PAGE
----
Having thus described my invention and certain embodiments thereof, I claim:

1. A method of forming a light weight can body comprising in sequence the steps of thinning and lengthening, without heat treatment, the side wall of a drawn cup made of at least full hard temper aluminum alloy by moving the cup through at least one ironing ring by means of an ironing punch having a rounded corner around its forward end to form a can body having a substantially flat bottom end wall with a rounded corner therearound leading into the side wall of the can body, withdrawing the ironing punch from the ironed can body, heating at least the bottom end wall of the can body to reduce its temper, introducing a reforming punch into the can body, and reforming the bottom end wall of the can body between the reforming punch and a reforming die to form an upwardly domed central portion therein connected to the side wall of the can body by an outwardly and upwardly flared shoulder.

2. A method as set forth in claim 1 in which metal from said rounded corner of the can body is drawn into said upwardly domed central portion during said reforming of the bottom end wall of the can body.

3. A method as set forth in claim 1 in which a substantially vertical wall section is formed in the bottom end wall of the can body extending downward from the periphery of the central domed portion to the inner edge of the flared shoulder.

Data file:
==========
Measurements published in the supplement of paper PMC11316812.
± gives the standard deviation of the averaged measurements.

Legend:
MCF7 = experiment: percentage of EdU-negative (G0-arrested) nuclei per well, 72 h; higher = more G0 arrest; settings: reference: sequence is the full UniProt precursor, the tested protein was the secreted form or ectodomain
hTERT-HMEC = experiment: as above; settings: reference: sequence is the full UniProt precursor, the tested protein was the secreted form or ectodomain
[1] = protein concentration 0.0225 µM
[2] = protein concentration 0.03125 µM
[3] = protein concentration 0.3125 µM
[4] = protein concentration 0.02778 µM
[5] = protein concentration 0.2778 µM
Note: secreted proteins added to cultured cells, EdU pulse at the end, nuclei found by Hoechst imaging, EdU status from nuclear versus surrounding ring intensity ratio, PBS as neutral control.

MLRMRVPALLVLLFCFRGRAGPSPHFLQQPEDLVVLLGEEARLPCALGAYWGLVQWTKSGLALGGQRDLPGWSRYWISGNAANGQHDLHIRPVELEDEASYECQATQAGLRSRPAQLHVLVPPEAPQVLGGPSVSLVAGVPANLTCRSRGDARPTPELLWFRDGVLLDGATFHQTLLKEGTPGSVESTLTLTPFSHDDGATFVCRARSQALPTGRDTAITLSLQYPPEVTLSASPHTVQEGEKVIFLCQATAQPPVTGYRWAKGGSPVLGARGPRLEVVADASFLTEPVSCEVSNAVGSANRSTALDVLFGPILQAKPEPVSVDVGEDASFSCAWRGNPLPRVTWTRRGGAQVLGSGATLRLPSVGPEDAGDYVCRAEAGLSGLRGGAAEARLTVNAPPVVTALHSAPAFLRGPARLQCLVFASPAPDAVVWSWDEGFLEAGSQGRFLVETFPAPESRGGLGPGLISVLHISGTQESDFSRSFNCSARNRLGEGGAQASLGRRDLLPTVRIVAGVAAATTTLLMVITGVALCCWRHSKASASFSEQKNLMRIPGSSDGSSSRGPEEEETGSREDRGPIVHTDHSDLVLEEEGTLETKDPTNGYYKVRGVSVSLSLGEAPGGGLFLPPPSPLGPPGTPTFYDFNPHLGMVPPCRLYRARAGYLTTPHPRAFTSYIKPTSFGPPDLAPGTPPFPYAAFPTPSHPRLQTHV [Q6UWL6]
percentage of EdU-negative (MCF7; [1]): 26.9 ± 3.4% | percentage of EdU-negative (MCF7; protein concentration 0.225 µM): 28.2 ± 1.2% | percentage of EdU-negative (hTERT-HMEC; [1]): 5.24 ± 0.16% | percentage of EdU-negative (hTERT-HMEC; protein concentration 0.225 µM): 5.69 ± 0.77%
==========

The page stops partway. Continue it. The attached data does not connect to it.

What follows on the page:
4. A method as set forth in claim 1 in which small radii are formed on the top and bottom of the vertical wall section connecting such wall section with the central domed portion and with the flared shoulder.

5. A method of forming a light weight can body comprising in sequence the steps of ironing, without heat treatment, the side wall of a cup made of at least full hard temper aluminum alloy by moving the cup through at least one ironing ring by means of a punch having a rounded corner on its forward end leading into the side wall of the punch to thin and lengthen the side wall of the cup to form a can body, withdrawing the ironing punch from the ironed can body, coating at least part of the surface of the can body, heating the can body to cure the coating thereon, and introducing a reforming punch into the can body, and reforming the bottom end wall of the can body between the reforming punch and a reforming die to form an upwardly domed central portion therein with a substantially vertical wall section extending downward from its periphery to an outwardly and upwardly flared shoulder leading into the side wall of the can body.